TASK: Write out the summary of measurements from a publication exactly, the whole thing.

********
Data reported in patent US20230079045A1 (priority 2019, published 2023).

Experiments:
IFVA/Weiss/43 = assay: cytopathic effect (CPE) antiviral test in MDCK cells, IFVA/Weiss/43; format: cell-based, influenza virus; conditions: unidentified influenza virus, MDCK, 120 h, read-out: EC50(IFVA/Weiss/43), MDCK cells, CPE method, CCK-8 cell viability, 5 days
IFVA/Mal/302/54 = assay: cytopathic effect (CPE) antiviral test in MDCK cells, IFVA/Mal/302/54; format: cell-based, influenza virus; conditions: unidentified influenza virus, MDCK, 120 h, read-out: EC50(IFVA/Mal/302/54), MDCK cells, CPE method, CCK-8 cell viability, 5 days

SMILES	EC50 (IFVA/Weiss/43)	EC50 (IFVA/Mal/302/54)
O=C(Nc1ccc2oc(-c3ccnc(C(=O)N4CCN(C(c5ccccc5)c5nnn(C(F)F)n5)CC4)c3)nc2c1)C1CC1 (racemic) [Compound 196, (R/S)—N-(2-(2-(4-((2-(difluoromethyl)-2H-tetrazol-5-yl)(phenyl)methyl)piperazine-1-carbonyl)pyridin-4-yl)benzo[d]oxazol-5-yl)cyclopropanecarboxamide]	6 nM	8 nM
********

Data reported in patent US20230079045A1 (priority 2019, published 2023).

Experiments:
IFVA/Weiss/43 = assay: cytopathic effect (CPE) antiviral test in MDCK cells, IFVA/Weiss/43; format: cell-based, influenza virus; conditions: unidentified influenza virus, MDCK, 120 h, read-out: EC50(IFVA/Weiss/43), MDCK cells, CPE method, CCK-8 cell viability, 5 days
IFVA/Mal/302/54 = assay: cytopathic effect (CPE) antiviral test in MDCK cells, IFVA/Mal/302/54; format: cell-based, influenza virus; conditions: unidentified influenza virus, MDCK, 120 h, read-out: EC50(IFVA/Mal/302/54), MDCK cells, CPE method, CCK-8 cell viability, 5 days

SMILES	EC50 (IFVA/Weiss/43)	EC50 (IFVA/Mal/302/54)
O=C(Nc1ccc2oc(-c3ccnc(C(=O)N4CCN(C(c5ccccc5)c5nnn(C(F)F)n5)CC4)c3)nc2c1)C1CC1 (racemic) [Compound 196, (R/S)—N-(2-(2-(4-((2-(difluoromethyl)-2H-tetrazol-5-yl)(phenyl)methyl)piperazine-1-carbonyl)pyridin-4-yl)benzo[d]oxazol-5-yl)cyclopropanecarboxamide]	6 nM	8 nM